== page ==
I think that is about everything. If you do have any questions feel free to leave a comment asking. There is a DVD including footage of the fashion show being given away with British Patchwork and Quilting this month. You have to send off for it but it should give you a feel for all the items in the show. There is also footage on there of the dueling longarms, something not to be missed.

6 comments:

SLIKstitches.blogspot.com said...

Thank you for sharing the process - even if does leave me exhausted even just reading about it!!!

Benta

Stephanie Pettengell said...

Really interesting insight to the making of a great piece of work. Thanks.

Feather on a Wire said...

And worth every inch of pain and suffering in the making, it's a truly wonderful masterpiece!And even better close up and personal in the hotel room preview!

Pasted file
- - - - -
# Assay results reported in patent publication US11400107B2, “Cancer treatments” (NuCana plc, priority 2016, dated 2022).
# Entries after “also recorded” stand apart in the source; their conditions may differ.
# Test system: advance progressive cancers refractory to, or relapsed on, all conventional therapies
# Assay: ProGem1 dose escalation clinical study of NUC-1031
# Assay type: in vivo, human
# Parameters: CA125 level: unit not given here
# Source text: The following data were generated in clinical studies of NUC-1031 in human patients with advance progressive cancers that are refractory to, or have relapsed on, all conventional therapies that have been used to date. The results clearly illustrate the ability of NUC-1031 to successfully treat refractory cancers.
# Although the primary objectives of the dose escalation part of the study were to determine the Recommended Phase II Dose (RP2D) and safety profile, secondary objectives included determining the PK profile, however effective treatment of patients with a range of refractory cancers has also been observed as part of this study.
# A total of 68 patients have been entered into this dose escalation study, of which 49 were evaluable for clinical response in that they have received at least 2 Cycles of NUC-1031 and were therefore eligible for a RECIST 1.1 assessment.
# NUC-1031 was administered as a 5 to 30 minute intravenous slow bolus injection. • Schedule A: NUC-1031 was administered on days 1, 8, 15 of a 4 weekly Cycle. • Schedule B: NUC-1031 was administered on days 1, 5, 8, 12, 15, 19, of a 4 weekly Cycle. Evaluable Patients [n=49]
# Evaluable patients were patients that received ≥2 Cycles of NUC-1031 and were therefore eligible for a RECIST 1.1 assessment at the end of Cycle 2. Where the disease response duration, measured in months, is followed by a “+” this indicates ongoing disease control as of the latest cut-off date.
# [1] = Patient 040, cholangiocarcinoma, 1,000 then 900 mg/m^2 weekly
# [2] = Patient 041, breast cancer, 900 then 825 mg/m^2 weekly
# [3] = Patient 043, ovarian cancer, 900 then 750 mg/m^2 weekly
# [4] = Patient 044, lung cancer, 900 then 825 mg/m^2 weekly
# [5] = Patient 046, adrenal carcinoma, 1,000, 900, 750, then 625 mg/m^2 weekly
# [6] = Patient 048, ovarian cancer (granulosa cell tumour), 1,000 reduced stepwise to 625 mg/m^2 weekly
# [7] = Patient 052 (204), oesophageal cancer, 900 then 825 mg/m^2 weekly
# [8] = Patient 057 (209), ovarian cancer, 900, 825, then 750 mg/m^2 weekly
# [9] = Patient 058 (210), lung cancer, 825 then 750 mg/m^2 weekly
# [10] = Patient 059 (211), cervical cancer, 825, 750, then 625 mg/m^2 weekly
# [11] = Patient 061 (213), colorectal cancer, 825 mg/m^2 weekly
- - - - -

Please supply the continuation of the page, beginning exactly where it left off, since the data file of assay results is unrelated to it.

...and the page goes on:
Vicki W said...

Absolutely fabulous! Thanks for sharing so much of the detail behind this dress.

jan said...

WOW Ferret, that is amazing. I do admire you for sicking with it, the descriptive way you have talked us through is very welcome. I am gobsmacked.
Well done indeed.

Jeanne Turner McBrayer said...

Ferret, you are always pushing the envelope with fabulous new creations. This outfit is AMAZING! Thanks for telling the story of how you made it.